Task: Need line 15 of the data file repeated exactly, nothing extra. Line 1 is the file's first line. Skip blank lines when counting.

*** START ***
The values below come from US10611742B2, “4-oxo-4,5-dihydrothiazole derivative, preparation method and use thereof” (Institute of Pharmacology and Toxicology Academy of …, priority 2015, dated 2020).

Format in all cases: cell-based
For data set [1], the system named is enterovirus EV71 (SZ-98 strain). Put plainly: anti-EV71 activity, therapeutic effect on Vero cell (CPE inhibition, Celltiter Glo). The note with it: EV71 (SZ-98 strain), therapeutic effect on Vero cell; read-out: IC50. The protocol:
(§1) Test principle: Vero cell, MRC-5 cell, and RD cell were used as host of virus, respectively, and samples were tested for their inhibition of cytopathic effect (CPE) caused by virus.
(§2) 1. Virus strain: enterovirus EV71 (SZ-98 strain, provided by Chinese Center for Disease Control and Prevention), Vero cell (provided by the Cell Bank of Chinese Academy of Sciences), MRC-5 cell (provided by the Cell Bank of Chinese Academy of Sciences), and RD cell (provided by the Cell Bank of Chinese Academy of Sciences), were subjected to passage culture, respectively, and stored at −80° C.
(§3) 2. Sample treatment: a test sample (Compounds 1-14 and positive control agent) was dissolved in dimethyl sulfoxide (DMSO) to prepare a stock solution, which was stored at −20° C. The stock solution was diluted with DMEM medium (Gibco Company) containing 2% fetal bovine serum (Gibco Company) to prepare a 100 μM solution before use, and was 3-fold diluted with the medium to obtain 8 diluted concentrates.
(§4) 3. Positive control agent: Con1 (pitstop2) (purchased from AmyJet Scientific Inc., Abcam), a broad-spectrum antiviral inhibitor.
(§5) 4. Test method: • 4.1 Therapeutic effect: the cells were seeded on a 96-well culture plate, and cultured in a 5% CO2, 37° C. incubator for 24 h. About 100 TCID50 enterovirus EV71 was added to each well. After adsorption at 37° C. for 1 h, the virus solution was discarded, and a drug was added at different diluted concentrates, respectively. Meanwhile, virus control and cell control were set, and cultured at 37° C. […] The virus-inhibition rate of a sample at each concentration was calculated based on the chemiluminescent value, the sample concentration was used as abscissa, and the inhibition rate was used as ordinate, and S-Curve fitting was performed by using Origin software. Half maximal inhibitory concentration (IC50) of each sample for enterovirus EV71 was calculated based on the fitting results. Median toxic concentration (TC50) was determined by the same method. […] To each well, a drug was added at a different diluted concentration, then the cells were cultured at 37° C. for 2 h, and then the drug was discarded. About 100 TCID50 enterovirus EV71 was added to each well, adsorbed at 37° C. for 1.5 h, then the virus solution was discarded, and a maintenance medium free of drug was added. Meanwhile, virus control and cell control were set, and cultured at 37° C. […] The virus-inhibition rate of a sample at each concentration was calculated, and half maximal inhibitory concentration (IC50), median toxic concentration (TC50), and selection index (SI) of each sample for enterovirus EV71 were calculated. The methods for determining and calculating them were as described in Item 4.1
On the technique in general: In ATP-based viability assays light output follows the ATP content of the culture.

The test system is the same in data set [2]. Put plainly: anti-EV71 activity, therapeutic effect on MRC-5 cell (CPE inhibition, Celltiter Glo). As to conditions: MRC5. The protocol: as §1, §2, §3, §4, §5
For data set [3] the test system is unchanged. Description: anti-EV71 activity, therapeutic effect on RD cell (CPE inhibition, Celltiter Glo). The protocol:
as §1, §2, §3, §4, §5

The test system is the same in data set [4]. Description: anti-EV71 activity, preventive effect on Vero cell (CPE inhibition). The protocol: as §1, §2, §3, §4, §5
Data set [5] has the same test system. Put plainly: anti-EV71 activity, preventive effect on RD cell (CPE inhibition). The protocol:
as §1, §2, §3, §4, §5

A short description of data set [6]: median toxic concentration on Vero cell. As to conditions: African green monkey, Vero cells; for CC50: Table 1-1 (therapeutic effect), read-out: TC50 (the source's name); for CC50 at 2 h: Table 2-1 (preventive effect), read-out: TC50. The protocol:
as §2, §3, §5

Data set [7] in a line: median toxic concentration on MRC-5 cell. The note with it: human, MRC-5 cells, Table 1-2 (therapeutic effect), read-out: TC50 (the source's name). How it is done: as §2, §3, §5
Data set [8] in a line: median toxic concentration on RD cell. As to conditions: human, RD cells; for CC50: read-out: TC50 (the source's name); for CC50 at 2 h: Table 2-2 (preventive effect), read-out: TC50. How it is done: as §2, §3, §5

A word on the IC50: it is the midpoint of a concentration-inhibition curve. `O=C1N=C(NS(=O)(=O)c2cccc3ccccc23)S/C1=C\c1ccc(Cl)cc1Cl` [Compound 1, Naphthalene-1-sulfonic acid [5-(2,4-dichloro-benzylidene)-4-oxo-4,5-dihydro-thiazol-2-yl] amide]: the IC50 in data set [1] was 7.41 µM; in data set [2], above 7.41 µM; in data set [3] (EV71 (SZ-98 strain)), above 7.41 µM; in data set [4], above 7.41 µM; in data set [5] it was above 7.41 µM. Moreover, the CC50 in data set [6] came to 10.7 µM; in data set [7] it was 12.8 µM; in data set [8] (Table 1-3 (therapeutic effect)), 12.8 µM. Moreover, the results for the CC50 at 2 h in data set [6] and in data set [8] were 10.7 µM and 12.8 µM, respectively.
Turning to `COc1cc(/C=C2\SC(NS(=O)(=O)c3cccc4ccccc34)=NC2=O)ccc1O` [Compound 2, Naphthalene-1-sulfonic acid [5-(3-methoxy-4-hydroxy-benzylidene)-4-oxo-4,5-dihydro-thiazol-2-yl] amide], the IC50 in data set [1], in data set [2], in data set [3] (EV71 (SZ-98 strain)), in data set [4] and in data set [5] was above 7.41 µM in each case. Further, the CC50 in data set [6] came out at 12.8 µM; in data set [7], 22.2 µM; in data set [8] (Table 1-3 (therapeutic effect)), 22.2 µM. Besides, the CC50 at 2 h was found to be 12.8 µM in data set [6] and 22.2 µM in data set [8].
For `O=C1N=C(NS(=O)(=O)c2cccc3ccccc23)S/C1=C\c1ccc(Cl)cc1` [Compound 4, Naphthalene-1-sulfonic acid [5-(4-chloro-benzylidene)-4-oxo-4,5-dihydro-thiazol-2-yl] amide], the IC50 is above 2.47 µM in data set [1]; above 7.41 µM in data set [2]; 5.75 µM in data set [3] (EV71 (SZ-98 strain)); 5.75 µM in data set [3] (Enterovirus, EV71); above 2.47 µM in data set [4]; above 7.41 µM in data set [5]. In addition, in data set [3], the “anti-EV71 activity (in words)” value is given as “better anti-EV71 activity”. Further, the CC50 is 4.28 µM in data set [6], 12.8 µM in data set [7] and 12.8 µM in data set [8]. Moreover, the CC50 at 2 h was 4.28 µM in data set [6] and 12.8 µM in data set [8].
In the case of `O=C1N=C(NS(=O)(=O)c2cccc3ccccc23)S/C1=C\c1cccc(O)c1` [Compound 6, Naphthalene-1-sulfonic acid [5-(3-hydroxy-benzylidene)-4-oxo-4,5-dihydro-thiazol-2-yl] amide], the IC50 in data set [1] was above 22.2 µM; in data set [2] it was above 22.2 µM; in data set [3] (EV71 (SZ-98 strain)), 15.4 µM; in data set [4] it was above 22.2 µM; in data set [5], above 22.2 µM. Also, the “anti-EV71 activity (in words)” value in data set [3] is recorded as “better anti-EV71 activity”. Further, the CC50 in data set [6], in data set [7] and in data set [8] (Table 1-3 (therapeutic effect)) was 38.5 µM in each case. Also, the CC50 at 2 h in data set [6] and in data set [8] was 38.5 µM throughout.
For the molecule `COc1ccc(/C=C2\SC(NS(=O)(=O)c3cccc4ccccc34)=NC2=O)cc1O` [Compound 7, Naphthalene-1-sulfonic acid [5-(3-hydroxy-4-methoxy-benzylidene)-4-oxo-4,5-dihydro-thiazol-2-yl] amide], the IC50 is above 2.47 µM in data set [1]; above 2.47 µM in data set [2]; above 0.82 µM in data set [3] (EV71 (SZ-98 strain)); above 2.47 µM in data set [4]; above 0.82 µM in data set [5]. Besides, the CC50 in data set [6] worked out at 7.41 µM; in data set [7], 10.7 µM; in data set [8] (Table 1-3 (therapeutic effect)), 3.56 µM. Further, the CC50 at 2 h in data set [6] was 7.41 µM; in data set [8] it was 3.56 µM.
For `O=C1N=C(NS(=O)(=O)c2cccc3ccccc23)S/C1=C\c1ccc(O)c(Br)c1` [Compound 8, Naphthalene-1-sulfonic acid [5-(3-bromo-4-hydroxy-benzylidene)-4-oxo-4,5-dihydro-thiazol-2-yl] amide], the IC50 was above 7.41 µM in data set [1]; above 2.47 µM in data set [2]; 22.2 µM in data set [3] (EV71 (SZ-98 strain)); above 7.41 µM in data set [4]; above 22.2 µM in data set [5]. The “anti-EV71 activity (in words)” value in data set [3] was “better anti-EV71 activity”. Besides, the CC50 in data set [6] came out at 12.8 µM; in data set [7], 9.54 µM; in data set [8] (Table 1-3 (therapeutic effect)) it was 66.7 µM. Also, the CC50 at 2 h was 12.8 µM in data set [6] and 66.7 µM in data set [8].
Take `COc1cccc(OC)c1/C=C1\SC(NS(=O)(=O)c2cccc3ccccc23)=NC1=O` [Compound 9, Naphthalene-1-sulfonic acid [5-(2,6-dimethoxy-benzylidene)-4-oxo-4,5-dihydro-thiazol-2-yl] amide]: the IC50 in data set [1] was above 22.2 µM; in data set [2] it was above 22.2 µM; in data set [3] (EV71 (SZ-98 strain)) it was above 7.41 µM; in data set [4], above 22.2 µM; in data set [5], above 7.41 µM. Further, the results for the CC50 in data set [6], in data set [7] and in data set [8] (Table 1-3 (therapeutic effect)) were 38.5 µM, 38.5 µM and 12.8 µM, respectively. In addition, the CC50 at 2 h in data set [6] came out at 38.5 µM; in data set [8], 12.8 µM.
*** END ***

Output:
as §1, §2, §3, §4, §5